And to think, it would have all been different if that bouncer at Studio 54 hadn't said no.
On Dec. 9, 1978, disco group Chic vaulted into the No. 1 spot on the Billboard Hot 100 with their addictive dance-floor filler "Le Freak." One of the group's signature songs, the song transcended its pop chart status to become one of the best-selling singles for Atlantic Records and a cultural touchstone of American music.
Chic's co-founders, guitarist Nile Rodgers and bassist Bernard Edwards, were already purveyors of a unique blend of rock, funk and soul that sounded nothing like anything in dance clubs at the time. Rodgers' distinctive chunky guitar chords, Edwards' thick bass, Tony Thompson's precision drums, and a host of powerful session vocalists like Norma Jean Wright, Alfa Anderson and Luther Vandross kept audiences moving to Chic's early singles, like "Dance, Dance, Dance (Yowsah, Yowsah, Yowsah)" and "Everybody Dance."
Read More: November 1977: Chic Debut with 'Chic'
But Chic was built around a collective mentality - and when Rodgers and Edwards showed up to Studio 54 on a snowy New Year's Eve in 1977 at the request of singer Grace Jones, nobody knew who they were, even as partygoers got down to songs they'd performed. After trudging back through the freezing Manhattan weather, the duo warmed their spirits with a few bottles of Dom Perrignon and a jam session.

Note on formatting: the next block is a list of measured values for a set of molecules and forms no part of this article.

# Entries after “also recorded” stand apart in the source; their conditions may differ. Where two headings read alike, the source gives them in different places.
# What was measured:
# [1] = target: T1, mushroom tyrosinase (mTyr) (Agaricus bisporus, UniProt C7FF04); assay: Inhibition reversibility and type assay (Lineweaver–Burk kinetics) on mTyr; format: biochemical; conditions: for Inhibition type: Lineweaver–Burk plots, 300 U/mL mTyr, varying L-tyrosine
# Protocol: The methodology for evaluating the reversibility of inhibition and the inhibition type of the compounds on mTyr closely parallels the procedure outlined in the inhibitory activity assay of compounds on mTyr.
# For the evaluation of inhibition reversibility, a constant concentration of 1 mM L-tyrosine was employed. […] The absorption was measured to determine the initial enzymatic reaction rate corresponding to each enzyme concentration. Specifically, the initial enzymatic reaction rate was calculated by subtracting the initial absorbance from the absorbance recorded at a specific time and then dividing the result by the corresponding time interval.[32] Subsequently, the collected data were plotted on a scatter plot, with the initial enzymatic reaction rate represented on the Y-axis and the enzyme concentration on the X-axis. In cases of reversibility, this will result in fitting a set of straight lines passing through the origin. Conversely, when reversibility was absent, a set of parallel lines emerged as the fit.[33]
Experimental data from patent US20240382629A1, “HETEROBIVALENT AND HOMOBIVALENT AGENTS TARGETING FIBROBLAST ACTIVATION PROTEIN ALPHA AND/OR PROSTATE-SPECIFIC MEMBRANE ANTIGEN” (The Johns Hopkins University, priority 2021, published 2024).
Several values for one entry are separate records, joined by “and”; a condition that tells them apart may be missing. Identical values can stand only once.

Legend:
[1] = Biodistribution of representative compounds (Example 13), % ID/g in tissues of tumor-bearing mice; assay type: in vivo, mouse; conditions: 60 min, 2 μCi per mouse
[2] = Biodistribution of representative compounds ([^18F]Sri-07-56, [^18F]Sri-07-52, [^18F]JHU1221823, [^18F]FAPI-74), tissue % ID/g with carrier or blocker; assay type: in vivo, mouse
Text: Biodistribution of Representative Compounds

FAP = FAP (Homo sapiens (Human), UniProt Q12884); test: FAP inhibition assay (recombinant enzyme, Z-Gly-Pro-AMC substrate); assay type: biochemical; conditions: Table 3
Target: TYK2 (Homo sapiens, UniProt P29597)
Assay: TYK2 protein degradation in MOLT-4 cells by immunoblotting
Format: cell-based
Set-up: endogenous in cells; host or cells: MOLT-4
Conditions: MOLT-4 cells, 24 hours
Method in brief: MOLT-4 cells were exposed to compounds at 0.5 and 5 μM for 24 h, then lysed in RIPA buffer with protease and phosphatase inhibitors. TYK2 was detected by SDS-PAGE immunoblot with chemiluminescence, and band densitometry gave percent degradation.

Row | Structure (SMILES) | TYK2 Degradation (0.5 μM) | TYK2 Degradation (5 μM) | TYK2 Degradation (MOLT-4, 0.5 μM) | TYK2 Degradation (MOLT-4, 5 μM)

"I picked up my guitar, started jamming on a guitar riff and singing the words that the stage doorman had said to us earlier, 'Fuck off,'" Rodgers wrote in his memoir, appropriately titled Le Freak, "and Nard added, 'Fuck Studio 54 - aw, fuck off.'" Through their feelings, they soon realized they had a pretty catchy groove, and tried to come up with an alternate lyric that might be suitable for radio consumption.
"Suddenly," Nile wrote, "the proverbial lightbulb went of. 'Hey, man, we should say, "Awww, freak out"...Like...when you're out on the dance floor losing it, you know you're freaking out.'" The recent popularity of a dance called The Freak added to the duo's singature goal of attaining a "DHM" (Deep Hidden Meaning) in their songcraft.
Read More: August 1978: Chic Releases 'C'est Chic'
Released in the late summer of '78, "Le Freak" and its parent album C'est Chic were runaway successes, setting the Chic Organization up for a decade of successes as artists and producers. "Le Freak" was certified platinum by the Recording Industry Association of America at the end of 1978 and was added to the Library of Congress' National Recording Registry 40 years later.